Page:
Catching the vibes
I get inspiration from nature. Mostly I find that ideas pop into my mind while I am hiking or kayaking. I will take reference photos if necessary, but most importantly it is the vibes that motivate me. If I am in the mood to make stitched art, I will sort out the colour palette and briefly list out the embroidery techniques that I am going to use. I’ll outline my idea with a pencil and start! The rest is just improvised, as the whim takes me.
If you are looking for tips for capturing the character of a landscape, I reckon you have to be very clear on what you want to achieve, right from the beginning. If you are going for realism, you might have to stitch with fine threads, fewer texture twists, and have a precise colour selection. If texture is your priority, you can try bold stitching. Play with different embroidery techniques so they enhance each part of your piece and create layers. But you have to be careful not to overdo it, which I always do…!
Observation is the key; the sky is not always blue and clouds are not always white. If embroidering landscapes makes you happy, don’t give up on it! Even though you may not be happy with the outcome, each time you ‘fail’ the results will get better.
Jan Kilpatrick is a textile artist based in Elphin, a tiny crofting township in Assynt, in the North West Highlands of Scotland. It is this wilderness landscape that grounds Jan’s work, providing inspiration for colour, texture and narratives in her printed, stitched and collaged pieces.
Connecting humanity and nature
Jan Kilpatrick: My work is steeped in the colours and textures of the fabric of this land: its rocks, earth, water, skies and grasses. The imagery I use tells the story of a land with a long and lonely past, and of the modest presence of its human inhabitants.
Often, I present lyrical text within or alongside my work. This combination of image and the written word allows me the fullest expression of the thread, connecting human experience, both ordinary and sacred, with the natural world within which we dwell.
As I go deeper into the experience of living with this land I find myself drawn towards using more natural pigments, dyes and print-making techniques, such as eco-printing, as the basis for stitching. These processes call for endless experimentation, tempered by just a little on-line research. There is no substitute for making a technique your own, through the use of the materials and work conditions that you have to hand.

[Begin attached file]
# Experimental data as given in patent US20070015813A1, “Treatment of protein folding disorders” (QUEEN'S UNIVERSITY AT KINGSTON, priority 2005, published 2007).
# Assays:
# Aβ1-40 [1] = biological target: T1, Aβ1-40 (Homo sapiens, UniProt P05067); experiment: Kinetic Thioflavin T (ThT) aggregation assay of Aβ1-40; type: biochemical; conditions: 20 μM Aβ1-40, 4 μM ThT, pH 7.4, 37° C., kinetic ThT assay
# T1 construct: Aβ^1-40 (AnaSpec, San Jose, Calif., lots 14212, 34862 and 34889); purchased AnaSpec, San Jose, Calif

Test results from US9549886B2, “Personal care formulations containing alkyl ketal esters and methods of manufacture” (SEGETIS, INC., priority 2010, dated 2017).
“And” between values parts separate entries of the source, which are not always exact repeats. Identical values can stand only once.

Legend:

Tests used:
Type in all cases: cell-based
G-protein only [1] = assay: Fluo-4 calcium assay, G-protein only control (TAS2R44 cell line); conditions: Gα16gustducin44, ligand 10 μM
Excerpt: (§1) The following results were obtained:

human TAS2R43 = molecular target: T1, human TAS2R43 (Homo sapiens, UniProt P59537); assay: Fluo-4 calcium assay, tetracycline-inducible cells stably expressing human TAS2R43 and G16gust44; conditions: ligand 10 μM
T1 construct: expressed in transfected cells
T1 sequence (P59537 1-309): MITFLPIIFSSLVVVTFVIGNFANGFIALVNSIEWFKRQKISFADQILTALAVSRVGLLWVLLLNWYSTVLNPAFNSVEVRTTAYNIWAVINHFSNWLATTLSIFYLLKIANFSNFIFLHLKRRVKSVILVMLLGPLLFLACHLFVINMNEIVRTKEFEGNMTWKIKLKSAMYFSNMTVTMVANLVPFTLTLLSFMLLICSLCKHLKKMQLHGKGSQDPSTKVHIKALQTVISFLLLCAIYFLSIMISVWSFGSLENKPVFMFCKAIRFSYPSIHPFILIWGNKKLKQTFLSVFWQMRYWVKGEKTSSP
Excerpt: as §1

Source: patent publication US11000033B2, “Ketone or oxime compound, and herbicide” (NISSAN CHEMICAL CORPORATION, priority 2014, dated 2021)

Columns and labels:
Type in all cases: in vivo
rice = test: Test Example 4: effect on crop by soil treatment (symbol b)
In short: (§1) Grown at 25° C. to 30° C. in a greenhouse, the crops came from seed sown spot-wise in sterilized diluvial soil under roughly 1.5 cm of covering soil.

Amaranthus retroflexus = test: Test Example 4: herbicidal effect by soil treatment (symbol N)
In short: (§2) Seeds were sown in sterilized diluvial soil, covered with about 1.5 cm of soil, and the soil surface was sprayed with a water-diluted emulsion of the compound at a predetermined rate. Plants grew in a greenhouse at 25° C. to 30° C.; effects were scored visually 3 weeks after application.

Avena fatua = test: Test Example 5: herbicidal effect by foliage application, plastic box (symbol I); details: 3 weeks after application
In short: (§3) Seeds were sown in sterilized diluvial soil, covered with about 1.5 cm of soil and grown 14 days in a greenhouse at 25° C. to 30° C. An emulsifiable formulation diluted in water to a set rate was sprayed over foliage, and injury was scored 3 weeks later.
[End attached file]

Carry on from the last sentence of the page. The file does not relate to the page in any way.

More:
I use recycled household cotton and linen fabrics and so the colours and marks achieved on any one piece of cloth can never be exactly replicated. I find this thrilling.
There is usually a collage element to my work, although recently I have become much more interested in intuitively responding to the marks made in the cloth through the dyeing and printing processes, as a basis for repetitive hand stitch. The landscape around my home contains huge tracts of moor, rocky hillsides and puddles of lochans (small lakes), all being features that invite the use of a repetitive mark.
In the past, my initial creative response to the land was expressed through poetry. Nowadays, sometimes the image comes first. Occasionally, I combine the two in the one piece of work. The following words inspired my work “Peat Cuttings”.
The edge of the moor is black,
the colour of ink
clear at the fall of my foot.
I look down at tiny
I look up at huge
Then I listen,
this ragged land.
Jan Kilpatrick, Elphin 2017
Observation and emotional connection
I find that living and working in the same beautiful location for many years is the key to substance and integrity in my work. I have no art training, so have never fully embraced the practice of drawing. By repeatedly walking and travelling through the same landscape I have been able to internalise it, and so my work is a combination of close observation and a distillation of the key characteristics of the land. I feel part of an ancestral line of memory and have a strong emotional connection to this place.
Victoria Rose Richards
Victoria Rose Richards is an embroidery artist based in Devon, UK. She specialises in stitching vibrant aerial views of fields, rivers and trees and meadows. Her artwork is centred around her particular affection for fields, and how they fit together like a countryside jigsaw.
Victoria’s careful attention to detail brings these little worlds to life; she always includes some tiny elements of activity, perhaps some tractor tracks, a few sheep or birds, or a little red car driving down a country lane.
A mix of nostalgia and impressionism
Victoria Rose Richards: I have autism and as much as I want to create landscapes, I actually find mediums like painting very difficult. Autism can make certain motor and coordination actions more complicated but I find sewing very easy! I love that I can create so many different textures using cotton and wool, and create more impressionistic looks with bold lines and colours.
I have a lot of nostalgia surrounding the Devon countryside as I’ve grown up here. I try to share some of that nostalgia in my art, creating idealised scenes with bright colours.
Intuitive textured stitch
I rarely plan my art pieces. What I do is make some rough lines on a felt sheet for some tree groups, start adding wool knots for them and let the shape of the landscape form around these.
For the colours, I just decide what mood I’m in! Yellow is my happy colour so I use a lot of that.